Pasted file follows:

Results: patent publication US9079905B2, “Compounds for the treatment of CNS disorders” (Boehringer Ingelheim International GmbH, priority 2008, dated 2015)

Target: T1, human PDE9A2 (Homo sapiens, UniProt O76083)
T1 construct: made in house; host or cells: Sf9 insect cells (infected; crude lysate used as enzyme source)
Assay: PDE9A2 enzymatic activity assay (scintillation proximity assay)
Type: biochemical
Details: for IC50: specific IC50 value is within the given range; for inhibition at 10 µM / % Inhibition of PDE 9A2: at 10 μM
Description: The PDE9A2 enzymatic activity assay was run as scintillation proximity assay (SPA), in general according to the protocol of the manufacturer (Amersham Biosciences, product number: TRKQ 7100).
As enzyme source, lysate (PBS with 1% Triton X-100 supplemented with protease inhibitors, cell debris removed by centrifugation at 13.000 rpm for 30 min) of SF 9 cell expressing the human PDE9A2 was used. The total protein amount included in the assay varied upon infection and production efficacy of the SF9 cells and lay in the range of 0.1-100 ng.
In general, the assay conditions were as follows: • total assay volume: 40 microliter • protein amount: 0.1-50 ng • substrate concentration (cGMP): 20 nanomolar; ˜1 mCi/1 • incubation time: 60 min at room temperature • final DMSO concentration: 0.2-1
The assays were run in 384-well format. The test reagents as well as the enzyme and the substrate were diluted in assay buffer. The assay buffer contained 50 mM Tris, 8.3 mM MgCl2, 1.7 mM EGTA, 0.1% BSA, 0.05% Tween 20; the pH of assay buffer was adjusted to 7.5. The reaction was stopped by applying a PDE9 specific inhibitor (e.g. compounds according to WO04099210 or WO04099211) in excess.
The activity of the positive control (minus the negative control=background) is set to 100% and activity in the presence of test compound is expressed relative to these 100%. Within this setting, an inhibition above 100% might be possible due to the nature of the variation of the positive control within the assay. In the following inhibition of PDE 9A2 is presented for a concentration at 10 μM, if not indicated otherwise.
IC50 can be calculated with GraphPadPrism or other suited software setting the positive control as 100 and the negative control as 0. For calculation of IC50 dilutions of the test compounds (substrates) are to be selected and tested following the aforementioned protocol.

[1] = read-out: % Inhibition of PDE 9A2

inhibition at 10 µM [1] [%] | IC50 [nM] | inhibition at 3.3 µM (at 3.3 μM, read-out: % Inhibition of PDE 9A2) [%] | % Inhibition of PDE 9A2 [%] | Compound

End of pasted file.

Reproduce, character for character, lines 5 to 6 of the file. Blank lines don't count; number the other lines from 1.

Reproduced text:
Type: biochemical
Details: for IC50: specific IC50 value is within the given range; for inhibition at 10 µM / % Inhibition of PDE 9A2: at 10 μM